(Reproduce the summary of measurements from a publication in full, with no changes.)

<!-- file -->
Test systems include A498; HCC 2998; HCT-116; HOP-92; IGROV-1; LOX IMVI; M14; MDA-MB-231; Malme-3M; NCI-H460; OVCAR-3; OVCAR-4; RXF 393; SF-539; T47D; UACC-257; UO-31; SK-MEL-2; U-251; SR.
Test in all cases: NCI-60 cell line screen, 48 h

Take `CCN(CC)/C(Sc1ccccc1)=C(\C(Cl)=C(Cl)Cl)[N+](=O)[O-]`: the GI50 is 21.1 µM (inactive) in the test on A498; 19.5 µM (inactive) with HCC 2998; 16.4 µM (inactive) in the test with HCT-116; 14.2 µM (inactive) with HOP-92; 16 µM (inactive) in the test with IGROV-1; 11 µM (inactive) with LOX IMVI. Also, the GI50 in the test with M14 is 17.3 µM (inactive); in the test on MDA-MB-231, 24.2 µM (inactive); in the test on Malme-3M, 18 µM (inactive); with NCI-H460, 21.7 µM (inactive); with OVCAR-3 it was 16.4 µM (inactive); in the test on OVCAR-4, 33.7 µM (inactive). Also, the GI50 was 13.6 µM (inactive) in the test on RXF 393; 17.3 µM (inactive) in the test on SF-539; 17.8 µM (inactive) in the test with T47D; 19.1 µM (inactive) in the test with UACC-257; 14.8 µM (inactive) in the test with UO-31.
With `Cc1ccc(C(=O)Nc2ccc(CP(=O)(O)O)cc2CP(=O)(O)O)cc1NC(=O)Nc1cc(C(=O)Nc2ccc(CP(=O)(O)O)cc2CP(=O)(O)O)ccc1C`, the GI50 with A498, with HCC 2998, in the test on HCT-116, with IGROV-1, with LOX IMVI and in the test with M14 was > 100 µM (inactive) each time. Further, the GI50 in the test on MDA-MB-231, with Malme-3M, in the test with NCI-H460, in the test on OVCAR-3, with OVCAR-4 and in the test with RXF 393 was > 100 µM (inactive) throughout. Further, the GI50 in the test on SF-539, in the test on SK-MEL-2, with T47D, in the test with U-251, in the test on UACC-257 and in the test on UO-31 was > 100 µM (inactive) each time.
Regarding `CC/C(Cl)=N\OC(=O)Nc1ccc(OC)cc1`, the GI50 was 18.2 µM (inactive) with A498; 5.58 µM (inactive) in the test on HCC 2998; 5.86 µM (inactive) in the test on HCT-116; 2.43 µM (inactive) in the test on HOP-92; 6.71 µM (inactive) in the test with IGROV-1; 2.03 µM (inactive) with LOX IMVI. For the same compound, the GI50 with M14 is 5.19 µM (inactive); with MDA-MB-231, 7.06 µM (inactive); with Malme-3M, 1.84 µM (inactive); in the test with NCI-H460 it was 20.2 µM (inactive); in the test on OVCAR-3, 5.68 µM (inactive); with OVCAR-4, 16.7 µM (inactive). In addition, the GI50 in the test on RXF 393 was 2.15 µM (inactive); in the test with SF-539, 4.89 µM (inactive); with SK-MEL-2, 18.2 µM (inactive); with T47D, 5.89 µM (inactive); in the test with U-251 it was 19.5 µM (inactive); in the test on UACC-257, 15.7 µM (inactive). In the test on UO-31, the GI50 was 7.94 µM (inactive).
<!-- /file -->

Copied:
Test systems include A498; HCC 2998; HCT-116; HOP-92; IGROV-1; LOX IMVI; M14; MDA-MB-231; Malme-3M; NCI-H460; OVCAR-3; OVCAR-4; RXF 393; SF-539; T47D; UACC-257; UO-31; SK-MEL-2; U-251; SR.
Test in all cases: NCI-60 cell line screen, 48 h

Take `CCN(CC)/C(Sc1ccccc1)=C(\C(Cl)=C(Cl)Cl)[N+](=O)[O-]`: the GI50 is 21.1 µM (inactive) in the test on A498; 19.5 µM (inactive) with HCC 2998; 16.4 µM (inactive) in the test with HCT-116; 14.2 µM (inactive) with HOP-92; 16 µM (inactive) in the test with IGROV-1; 11 µM (inactive) with LOX IMVI. Also, the GI50 in the test with M14 is 17.3 µM (inactive); in the test on MDA-MB-231, 24.2 µM (inactive); in the test on Malme-3M, 18 µM (inactive); with NCI-H460, 21.7 µM (inactive); with OVCAR-3 it was 16.4 µM (inactive); in the test on OVCAR-4, 33.7 µM (inactive). Also, the GI50 was 13.6 µM (inactive) in the test on RXF 393; 17.3 µM (inactive) in the test on SF-539; 17.8 µM (inactive) in the test with T47D; 19.1 µM (inactive) in the test with UACC-257; 14.8 µM (inactive) in the test with UO-31.
With `Cc1ccc(C(=O)Nc2ccc(CP(=O)(O)O)cc2CP(=O)(O)O)cc1NC(=O)Nc1cc(C(=O)Nc2ccc(CP(=O)(O)O)cc2CP(=O)(O)O)ccc1C`, the GI50 with A498, with HCC 2998, in the test on HCT-116, with IGROV-1, with LOX IMVI and in the test with M14 was > 100 µM (inactive) each time. Further, the GI50 in the test on MDA-MB-231, with Malme-3M, in the test with NCI-H460, in the test on OVCAR-3, with OVCAR-4 and in the test with RXF 393 was > 100 µM (inactive) throughout. Further, the GI50 in the test on SF-539, in the test on SK-MEL-2, with T47D, in the test with U-251, in the test on UACC-257 and in the test on UO-31 was > 100 µM (inactive) each time.
Regarding `CC/C(Cl)=N\OC(=O)Nc1ccc(OC)cc1`, the GI50 was 18.2 µM (inactive) with A498; 5.58 µM (inactive) in the test on HCC 2998; 5.86 µM (inactive) in the test on HCT-116; 2.43 µM (inactive) in the test on HOP-92; 6.71 µM (inactive) in the test with IGROV-1; 2.03 µM (inactive) with LOX IMVI. For the same compound, the GI50 with M14 is 5.19 µM (inactive); with MDA-MB-231, 7.06 µM (inactive); with Malme-3M, 1.84 µM (inactive); in the test with NCI-H460 it was 20.2 µM (inactive); in the test on OVCAR-3, 5.68 µM (inactive); with OVCAR-4, 16.7 µM (inactive). In addition, the GI50 in the test on RXF 393 was 2.15 µM (inactive); in the test with SF-539, 4.89 µM (inactive); with SK-MEL-2, 18.2 µM (inactive); with T47D, 5.89 µM (inactive); in the test with U-251 it was 19.5 µM (inactive); in the test on UACC-257, 15.7 µM (inactive). In the test on UO-31, the GI50 was 7.94 µM (inactive).